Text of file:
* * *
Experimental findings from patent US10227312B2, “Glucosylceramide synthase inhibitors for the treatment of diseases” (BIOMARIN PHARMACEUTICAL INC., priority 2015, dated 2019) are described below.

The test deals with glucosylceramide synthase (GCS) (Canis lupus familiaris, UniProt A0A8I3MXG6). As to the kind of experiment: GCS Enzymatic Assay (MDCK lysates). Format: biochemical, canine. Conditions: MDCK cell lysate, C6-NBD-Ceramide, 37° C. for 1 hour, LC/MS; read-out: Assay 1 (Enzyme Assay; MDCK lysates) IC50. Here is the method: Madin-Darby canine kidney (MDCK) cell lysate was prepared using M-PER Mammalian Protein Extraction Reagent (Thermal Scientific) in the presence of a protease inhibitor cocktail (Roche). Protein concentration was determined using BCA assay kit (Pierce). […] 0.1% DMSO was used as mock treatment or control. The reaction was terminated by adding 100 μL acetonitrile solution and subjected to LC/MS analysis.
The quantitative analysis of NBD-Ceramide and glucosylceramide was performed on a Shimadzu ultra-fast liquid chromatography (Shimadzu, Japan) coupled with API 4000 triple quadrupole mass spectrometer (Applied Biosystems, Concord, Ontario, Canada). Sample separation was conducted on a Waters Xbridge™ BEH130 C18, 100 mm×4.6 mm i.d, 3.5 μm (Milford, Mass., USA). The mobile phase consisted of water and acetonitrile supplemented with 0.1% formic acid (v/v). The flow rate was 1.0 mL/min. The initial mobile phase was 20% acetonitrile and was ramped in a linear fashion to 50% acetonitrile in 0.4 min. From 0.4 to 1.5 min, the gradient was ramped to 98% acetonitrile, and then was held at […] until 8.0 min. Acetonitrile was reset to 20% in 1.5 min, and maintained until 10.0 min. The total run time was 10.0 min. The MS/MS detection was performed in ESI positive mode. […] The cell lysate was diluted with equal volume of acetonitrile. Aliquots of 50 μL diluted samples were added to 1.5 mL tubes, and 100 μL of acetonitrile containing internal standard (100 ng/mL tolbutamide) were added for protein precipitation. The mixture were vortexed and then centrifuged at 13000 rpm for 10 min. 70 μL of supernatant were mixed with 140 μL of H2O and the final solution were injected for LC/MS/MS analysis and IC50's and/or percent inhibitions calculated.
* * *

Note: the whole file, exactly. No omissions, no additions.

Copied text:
Experimental findings from patent US10227312B2, “Glucosylceramide synthase inhibitors for the treatment of diseases” (BIOMARIN PHARMACEUTICAL INC., priority 2015, dated 2019) are described below.

The test deals with glucosylceramide synthase (GCS) (Canis lupus familiaris, UniProt A0A8I3MXG6). As to the kind of experiment: GCS Enzymatic Assay (MDCK lysates). Format: biochemical, canine. Conditions: MDCK cell lysate, C6-NBD-Ceramide, 37° C. for 1 hour, LC/MS; read-out: Assay 1 (Enzyme Assay; MDCK lysates) IC50. Here is the method: Madin-Darby canine kidney (MDCK) cell lysate was prepared using M-PER Mammalian Protein Extraction Reagent (Thermal Scientific) in the presence of a protease inhibitor cocktail (Roche). Protein concentration was determined using BCA assay kit (Pierce). […] 0.1% DMSO was used as mock treatment or control. The reaction was terminated by adding 100 μL acetonitrile solution and subjected to LC/MS analysis.
The quantitative analysis of NBD-Ceramide and glucosylceramide was performed on a Shimadzu ultra-fast liquid chromatography (Shimadzu, Japan) coupled with API 4000 triple quadrupole mass spectrometer (Applied Biosystems, Concord, Ontario, Canada). Sample separation was conducted on a Waters Xbridge™ BEH130 C18, 100 mm×4.6 mm i.d, 3.5 μm (Milford, Mass., USA). The mobile phase consisted of water and acetonitrile supplemented with 0.1% formic acid (v/v). The flow rate was 1.0 mL/min. The initial mobile phase was 20% acetonitrile and was ramped in a linear fashion to 50% acetonitrile in 0.4 min. From 0.4 to 1.5 min, the gradient was ramped to 98% acetonitrile, and then was held at […] until 8.0 min. Acetonitrile was reset to 20% in 1.5 min, and maintained until 10.0 min. The total run time was 10.0 min. The MS/MS detection was performed in ESI positive mode. […] The cell lysate was diluted with equal volume of acetonitrile. Aliquots of 50 μL diluted samples were added to 1.5 mL tubes, and 100 μL of acetonitrile containing internal standard (100 ng/mL tolbutamide) were added for protein precipitation. The mixture were vortexed and then centrifuged at 13000 rpm for 10 min. 70 μL of supernatant were mixed with 140 μL of H2O and the final solution were injected for LC/MS/MS analysis and IC50's and/or percent inhibitions calculated.